Date on Master's Thesis/Doctoral Dissertation
Keynton, Robert S.
Committee Co-Chair (if applicable)
O’Toole, Martin G.
Cohn, Robert W.
Polymers; Tissue engineering
Glue; Polymers; Fisheries--By-products
Biomaterials used for tissue engineering, specifically polymers, come from either naturally occurring, like gelatin or collagen, or synthetic sources, such as polyesters. Often times, it is advantageous to combine biomaterials in order to maximize certain material properties, such as cellular adhesion and degradation. The purpose of this study is to provide direction for the synthesis, characterization, and a combination of a combination biomaterial between fish glue (FG), a natural source polymer, and poly-lactic-co-glycolic acid (PLGA), a synthetically made polyester. First, FG is characterized for molecular weight via Gel Permeation Chromatography, GPC. Two combination methods to mix FG/PLGA solutions are then compared. Finally, FG/PLGA mixtures of varying relative concentrations are subjected to degradation via treatment with phosphate buffered saline (PBS) and topographical analysis is performed. Degradation rate analysis showed that the samples tested lost approximately 70% of their mass after 12 hours of PBS treatment. Topographical analysis of FG/PLGA provided evidence indicating that in the later stages of degradation, as the FG is completely dissolved, small particles of PLGA remain. The work discussed in the proceeding document confirms the mixing of FG/PLGA, provides direction for an optimal mixing method and for characterization of FG, and documents a degradation and topographical analysis for small set of FG/PLGA mixes.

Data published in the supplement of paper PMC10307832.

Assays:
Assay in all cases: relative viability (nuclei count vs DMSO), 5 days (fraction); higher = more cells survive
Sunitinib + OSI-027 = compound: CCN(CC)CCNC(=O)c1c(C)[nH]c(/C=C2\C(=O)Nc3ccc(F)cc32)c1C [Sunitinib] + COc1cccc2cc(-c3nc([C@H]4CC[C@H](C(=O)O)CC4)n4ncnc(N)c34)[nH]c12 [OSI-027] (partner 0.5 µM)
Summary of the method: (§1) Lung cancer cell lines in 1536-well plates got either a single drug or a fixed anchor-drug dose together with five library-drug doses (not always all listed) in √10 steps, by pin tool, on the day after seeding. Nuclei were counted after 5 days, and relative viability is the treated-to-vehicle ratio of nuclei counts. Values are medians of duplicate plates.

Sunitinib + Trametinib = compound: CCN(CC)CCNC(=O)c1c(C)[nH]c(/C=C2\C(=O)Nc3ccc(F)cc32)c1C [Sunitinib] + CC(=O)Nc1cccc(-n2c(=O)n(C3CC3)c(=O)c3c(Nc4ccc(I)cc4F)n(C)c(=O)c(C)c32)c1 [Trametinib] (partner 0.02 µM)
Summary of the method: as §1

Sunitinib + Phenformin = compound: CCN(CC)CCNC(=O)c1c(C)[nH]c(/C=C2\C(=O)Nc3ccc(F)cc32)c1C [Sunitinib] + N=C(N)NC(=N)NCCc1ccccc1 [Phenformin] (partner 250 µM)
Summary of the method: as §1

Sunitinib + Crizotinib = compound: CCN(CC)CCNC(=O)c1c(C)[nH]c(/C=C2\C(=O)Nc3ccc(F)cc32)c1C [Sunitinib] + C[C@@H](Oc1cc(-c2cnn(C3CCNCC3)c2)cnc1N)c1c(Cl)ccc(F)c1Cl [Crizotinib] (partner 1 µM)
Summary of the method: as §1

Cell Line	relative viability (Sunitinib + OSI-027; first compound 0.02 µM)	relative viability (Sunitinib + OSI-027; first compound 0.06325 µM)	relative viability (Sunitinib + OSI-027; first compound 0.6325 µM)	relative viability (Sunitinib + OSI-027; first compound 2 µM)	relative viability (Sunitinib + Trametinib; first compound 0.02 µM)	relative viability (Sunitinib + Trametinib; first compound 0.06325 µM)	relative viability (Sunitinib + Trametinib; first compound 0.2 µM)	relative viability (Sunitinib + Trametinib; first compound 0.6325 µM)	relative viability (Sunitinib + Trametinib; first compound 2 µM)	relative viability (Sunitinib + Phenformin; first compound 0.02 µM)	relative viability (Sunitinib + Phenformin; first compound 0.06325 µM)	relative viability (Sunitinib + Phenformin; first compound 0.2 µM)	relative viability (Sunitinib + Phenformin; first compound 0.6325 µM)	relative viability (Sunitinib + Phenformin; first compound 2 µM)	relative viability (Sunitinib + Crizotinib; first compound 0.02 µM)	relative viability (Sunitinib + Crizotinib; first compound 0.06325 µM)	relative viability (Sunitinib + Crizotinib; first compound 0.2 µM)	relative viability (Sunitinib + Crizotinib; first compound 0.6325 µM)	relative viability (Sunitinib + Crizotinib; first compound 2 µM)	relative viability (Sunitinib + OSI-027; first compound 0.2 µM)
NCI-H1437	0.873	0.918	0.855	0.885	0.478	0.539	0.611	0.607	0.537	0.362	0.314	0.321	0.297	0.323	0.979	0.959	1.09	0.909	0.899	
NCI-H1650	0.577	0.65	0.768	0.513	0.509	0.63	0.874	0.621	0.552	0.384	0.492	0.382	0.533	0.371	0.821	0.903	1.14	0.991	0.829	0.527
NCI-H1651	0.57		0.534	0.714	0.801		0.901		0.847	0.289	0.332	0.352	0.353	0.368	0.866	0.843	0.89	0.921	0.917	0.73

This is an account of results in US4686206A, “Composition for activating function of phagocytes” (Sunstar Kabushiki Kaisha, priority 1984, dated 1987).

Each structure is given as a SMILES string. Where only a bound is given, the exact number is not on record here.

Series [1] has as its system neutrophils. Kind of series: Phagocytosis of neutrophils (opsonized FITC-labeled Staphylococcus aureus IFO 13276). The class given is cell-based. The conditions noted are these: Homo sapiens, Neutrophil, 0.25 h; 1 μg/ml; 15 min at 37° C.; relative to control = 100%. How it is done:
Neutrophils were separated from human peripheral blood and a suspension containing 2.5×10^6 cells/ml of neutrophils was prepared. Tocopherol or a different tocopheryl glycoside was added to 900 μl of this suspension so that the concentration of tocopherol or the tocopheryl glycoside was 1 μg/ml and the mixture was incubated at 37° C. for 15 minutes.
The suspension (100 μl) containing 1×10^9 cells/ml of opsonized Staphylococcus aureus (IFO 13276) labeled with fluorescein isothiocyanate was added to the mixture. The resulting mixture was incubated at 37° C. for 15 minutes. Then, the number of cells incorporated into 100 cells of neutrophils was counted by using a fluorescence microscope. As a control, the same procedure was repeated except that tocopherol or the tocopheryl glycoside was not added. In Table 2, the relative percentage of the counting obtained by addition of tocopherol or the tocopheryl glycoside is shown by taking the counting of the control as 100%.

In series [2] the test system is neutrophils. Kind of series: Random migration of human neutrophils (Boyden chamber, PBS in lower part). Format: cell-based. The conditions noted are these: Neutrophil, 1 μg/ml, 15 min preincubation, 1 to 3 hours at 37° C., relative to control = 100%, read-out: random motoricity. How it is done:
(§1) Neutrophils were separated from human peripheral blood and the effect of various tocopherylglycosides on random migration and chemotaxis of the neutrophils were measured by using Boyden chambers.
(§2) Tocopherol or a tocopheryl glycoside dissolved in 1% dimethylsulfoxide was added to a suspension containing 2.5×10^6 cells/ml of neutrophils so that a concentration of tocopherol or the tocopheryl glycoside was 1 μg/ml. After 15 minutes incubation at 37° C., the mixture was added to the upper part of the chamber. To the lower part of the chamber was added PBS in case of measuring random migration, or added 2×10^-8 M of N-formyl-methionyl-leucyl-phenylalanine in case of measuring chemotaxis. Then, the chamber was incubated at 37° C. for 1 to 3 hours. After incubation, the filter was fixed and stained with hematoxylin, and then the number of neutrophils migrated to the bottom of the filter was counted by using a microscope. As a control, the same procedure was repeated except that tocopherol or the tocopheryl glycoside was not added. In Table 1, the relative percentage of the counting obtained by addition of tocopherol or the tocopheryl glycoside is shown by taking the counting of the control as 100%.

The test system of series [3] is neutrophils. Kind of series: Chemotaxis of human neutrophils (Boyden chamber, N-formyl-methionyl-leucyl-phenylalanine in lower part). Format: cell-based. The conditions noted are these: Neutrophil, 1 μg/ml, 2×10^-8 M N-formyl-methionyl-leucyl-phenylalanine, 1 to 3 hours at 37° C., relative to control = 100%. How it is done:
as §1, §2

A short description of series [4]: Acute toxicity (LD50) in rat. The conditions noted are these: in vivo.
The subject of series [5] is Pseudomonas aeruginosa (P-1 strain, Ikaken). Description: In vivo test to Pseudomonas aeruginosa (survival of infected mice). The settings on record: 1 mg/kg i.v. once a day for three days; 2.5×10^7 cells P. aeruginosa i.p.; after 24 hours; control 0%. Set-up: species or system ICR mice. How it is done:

Schworer, Adam T. 1989-, "Synthesis, optimization, and degradation of a fish glue/PLGA polymer." (2015). Electronic Theses and Dissertations. Paper 2126.